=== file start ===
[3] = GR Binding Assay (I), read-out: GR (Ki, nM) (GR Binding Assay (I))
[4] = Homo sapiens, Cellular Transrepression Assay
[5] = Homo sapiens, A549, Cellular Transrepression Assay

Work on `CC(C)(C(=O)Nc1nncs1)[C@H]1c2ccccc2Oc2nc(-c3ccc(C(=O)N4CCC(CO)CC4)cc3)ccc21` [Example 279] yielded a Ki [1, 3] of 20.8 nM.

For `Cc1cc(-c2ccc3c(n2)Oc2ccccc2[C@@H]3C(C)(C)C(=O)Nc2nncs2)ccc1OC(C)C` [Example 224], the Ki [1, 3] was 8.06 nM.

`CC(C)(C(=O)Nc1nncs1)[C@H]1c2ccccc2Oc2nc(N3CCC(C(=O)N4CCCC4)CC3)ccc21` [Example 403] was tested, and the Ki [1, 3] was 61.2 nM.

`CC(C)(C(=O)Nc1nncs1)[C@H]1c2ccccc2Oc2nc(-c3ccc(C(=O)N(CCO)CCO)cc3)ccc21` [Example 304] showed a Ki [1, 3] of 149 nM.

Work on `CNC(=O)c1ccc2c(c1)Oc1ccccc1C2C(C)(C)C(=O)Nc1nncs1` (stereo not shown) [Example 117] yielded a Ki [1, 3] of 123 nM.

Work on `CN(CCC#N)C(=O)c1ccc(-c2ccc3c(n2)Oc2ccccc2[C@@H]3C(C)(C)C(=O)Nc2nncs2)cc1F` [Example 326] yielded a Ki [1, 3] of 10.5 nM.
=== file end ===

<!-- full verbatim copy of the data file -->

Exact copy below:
[3] = GR Binding Assay (I), read-out: GR (Ki, nM) (GR Binding Assay (I))
[4] = Homo sapiens, Cellular Transrepression Assay
[5] = Homo sapiens, A549, Cellular Transrepression Assay

Work on `CC(C)(C(=O)Nc1nncs1)[C@H]1c2ccccc2Oc2nc(-c3ccc(C(=O)N4CCC(CO)CC4)cc3)ccc21` [Example 279] yielded a Ki [1, 3] of 20.8 nM.

For `Cc1cc(-c2ccc3c(n2)Oc2ccccc2[C@@H]3C(C)(C)C(=O)Nc2nncs2)ccc1OC(C)C` [Example 224], the Ki [1, 3] was 8.06 nM.

`CC(C)(C(=O)Nc1nncs1)[C@H]1c2ccccc2Oc2nc(N3CCC(C(=O)N4CCCC4)CC3)ccc21` [Example 403] was tested, and the Ki [1, 3] was 61.2 nM.

`CC(C)(C(=O)Nc1nncs1)[C@H]1c2ccccc2Oc2nc(-c3ccc(C(=O)N(CCO)CCO)cc3)ccc21` [Example 304] showed a Ki [1, 3] of 149 nM.

Work on `CNC(=O)c1ccc2c(c1)Oc1ccccc1C2C(C)(C)C(=O)Nc1nncs1` (stereo not shown) [Example 117] yielded a Ki [1, 3] of 123 nM.

Work on `CN(CCC#N)C(=O)c1ccc(-c2ccc3c(n2)Oc2ccccc2[C@@H]3C(C)(C)C(=O)Nc2nncs2)cc1F` [Example 326] yielded a Ki [1, 3] of 10.5 nM.